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Pique N' Your Interest

The upward spiral



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Exercising has an addictive, upward spiral kind of effect. If you do a 5 km run, you start training for the 10 km. If you run 10 km, you start training for a half marathon. Before you know it, you’re racing P-Diddy to the finish in the New York marathon, feet crying out in pain, band-aids clamped over your bleeding nipples.

Some people have no problem with this kind of fitness commitment because they’ve based their entire life on exercise. They actually enjoy training for marathons, triathlons, Ironman triathlons, and adventure races because it’s their hobby. When they get to the finish line they’re grinning like idiots because they’ve trained their brains over the years to release endorphins when they reach the point of exhaustion.

Me? I already have a few hobbies that I have no interest in changing. I like playing guitar, I like reading, I like writing, I like laying around and listening to music, I like watching movies, I like watching sports, I like cooking and I like eating.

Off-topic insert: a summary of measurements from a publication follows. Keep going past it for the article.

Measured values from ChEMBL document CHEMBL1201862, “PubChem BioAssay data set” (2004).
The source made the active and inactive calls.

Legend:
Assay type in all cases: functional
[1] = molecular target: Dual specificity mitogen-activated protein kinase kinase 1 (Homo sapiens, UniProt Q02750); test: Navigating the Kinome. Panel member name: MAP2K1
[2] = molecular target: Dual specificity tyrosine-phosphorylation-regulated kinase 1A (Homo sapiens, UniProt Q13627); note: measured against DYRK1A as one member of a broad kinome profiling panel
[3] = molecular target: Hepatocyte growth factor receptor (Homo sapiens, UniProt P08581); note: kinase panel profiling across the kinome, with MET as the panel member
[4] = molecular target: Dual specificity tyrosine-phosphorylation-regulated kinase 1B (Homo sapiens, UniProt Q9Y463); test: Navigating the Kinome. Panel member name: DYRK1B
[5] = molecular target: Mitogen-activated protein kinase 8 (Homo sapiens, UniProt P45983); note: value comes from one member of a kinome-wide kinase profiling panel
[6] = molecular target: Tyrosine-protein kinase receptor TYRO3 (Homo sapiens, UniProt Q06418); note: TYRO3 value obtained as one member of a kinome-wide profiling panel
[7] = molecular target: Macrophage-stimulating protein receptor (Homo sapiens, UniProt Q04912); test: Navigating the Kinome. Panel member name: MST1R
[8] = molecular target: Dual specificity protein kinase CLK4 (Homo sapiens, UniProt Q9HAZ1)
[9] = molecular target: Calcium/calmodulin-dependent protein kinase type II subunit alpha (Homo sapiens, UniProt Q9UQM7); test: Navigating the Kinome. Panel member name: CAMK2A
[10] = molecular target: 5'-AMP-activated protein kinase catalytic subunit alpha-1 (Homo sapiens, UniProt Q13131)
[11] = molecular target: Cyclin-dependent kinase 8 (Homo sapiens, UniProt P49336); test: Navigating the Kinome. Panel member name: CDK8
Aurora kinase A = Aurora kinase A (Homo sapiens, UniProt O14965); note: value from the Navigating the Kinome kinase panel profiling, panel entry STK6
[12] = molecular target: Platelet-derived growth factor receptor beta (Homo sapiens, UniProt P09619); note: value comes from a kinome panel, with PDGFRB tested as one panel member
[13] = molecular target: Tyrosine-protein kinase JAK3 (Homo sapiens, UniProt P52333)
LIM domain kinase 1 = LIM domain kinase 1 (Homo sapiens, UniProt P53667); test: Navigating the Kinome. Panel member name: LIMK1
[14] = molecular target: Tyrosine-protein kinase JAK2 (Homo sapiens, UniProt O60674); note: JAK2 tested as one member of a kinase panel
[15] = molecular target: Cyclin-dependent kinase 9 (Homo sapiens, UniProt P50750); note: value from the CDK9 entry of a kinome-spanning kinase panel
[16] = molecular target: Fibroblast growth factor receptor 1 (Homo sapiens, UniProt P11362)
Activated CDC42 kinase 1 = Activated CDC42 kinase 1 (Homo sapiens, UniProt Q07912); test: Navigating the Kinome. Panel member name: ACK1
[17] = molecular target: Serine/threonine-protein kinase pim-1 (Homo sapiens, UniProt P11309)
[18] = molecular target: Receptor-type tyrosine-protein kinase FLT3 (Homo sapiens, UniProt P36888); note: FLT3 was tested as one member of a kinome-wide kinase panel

But something has to give in order to be healthy, I just haven’t decided what. My work life doesn’t have any kind of regular routine to it, so it’s hard to get into a routine in my personal life that allows my to exercise regularly.

I also have to learn to love to exercise. Don’t get me wrong, I like exercise, I have nothing against exercise, but I’m not at the point where I get a rush of endorphins at the halfway mark.

Sadly, my main motivating factor these days is fear. In recent years I’ve made a practice of signing up for long-distance events that are truly beyond my abilities, which in turn scares me into training.

This weekend I’m taking part in the Comfortably Numb Trail Running Race, a 25 km trail run on Whistler’s longest singletrack. There’s over 4,000 vertical feet of climbing, followed by a technical descent.

I’ve never run more than 16 km at one time, and despite almost four months of training I never quite got up to the Comfortably Numb distance. This event will be my longest run, pavement or trail, and I have no idea what to expect.

If I do well, I’ve already committed myself to the Rubble Creek Run in September, and possibly running a marathon in the next two years.

I’m not a great mountain biker and my bike isn’t really built for long distances, but I’m also committed to racing the 42 km beginner Cheakamus Challenge Course in the fall.